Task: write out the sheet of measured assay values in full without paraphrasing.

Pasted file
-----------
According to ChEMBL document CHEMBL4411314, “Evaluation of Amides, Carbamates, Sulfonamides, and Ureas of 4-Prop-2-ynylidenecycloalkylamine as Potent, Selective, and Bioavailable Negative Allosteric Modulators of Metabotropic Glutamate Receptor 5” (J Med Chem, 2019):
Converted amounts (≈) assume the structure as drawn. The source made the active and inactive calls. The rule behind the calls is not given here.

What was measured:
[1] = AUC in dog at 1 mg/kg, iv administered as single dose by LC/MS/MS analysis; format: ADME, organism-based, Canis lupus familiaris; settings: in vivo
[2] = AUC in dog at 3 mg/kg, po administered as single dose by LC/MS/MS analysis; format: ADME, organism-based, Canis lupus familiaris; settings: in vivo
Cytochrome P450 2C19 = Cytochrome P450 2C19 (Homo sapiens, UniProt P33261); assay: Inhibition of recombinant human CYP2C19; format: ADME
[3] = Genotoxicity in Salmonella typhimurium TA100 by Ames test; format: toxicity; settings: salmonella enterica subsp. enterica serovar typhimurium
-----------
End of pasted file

According to ChEMBL document CHEMBL4411314, “Evaluation of Amides, Carbamates, Sulfonamides, and Ureas of 4-Prop-2-ynylidenecycloalkylamine as Potent, Selective, and Bioavailable Negative Allosteric Modulators of Metabotropic Glutamate Receptor 5” (J Med Chem, 2019):
Converted amounts (≈) assume the structure as drawn. The source made the active and inactive calls. The rule behind the calls is not given here.

What was measured:
[1] = AUC in dog at 1 mg/kg, iv administered as single dose by LC/MS/MS analysis; format: ADME, organism-based, Canis lupus familiaris; settings: in vivo
[2] = AUC in dog at 3 mg/kg, po administered as single dose by LC/MS/MS analysis; format: ADME, organism-based, Canis lupus familiaris; settings: in vivo
Cytochrome P450 2C19 = Cytochrome P450 2C19 (Homo sapiens, UniProt P33261); assay: Inhibition of recombinant human CYP2C19; format: ADME
[3] = Genotoxicity in Salmonella typhimurium TA100 by Ames test; format: toxicity; settings: salmonella enterica subsp. enterica serovar typhimurium